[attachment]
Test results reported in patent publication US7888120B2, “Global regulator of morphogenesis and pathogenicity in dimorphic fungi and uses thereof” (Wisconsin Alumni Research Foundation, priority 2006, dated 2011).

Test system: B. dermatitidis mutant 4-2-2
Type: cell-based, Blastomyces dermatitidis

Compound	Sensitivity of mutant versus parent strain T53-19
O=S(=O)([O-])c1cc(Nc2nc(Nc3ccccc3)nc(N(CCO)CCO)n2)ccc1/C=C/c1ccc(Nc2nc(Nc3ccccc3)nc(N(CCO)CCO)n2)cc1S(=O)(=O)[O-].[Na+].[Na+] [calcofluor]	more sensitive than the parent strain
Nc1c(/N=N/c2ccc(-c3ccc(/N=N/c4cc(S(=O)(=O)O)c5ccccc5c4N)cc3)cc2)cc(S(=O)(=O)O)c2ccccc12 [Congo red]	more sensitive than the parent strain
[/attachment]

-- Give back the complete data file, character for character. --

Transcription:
Test results reported in patent publication US7888120B2, “Global regulator of morphogenesis and pathogenicity in dimorphic fungi and uses thereof” (Wisconsin Alumni Research Foundation, priority 2006, dated 2011).

Test system: B. dermatitidis mutant 4-2-2
Type: cell-based, Blastomyces dermatitidis

Compound	Sensitivity of mutant versus parent strain T53-19
O=S(=O)([O-])c1cc(Nc2nc(Nc3ccccc3)nc(N(CCO)CCO)n2)ccc1/C=C/c1ccc(Nc2nc(Nc3ccccc3)nc(N(CCO)CCO)n2)cc1S(=O)(=O)[O-].[Na+].[Na+] [calcofluor]	more sensitive than the parent strain
Nc1c(/N=N/c2ccc(-c3ccc(/N=N/c4cc(S(=O)(=O)O)c5ccccc5c4N)cc3)cc2)cc(S(=O)(=O)O)c2ccccc12 [Congo red]	more sensitive than the parent strain